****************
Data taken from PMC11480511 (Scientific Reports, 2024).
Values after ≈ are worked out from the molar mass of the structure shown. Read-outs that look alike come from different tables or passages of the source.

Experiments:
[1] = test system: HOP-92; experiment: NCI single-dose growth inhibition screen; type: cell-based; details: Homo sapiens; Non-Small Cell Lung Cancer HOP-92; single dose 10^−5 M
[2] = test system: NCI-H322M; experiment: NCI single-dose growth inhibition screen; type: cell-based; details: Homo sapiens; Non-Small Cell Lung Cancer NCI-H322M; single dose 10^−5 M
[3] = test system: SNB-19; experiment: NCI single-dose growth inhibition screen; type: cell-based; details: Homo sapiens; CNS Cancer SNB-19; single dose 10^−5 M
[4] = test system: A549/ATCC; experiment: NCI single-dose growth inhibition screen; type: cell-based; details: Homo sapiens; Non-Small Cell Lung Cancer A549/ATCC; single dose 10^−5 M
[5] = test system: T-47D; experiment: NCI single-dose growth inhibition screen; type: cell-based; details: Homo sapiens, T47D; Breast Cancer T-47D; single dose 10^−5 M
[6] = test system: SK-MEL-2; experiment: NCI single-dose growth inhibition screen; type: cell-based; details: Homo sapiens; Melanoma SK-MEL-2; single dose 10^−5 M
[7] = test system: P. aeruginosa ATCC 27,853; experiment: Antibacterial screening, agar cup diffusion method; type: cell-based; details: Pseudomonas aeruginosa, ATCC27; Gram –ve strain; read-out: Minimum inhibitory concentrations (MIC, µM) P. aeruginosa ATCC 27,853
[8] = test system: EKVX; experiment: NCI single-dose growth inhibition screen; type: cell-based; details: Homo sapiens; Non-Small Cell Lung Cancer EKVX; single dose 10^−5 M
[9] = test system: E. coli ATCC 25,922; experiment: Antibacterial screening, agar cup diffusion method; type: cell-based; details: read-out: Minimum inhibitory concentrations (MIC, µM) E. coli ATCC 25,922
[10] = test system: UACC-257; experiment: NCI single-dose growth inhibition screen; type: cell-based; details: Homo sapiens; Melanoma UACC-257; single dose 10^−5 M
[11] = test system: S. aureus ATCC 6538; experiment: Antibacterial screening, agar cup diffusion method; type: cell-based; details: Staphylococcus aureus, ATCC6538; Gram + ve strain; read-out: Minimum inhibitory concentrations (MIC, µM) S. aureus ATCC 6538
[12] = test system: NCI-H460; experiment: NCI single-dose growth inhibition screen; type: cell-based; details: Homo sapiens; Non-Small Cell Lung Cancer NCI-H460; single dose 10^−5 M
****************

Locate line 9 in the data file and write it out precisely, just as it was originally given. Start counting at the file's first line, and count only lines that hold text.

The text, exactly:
[6] = test system: SK-MEL-2; experiment: NCI single-dose growth inhibition screen; type: cell-based; details: Homo sapiens; Melanoma SK-MEL-2; single dose 10^−5 M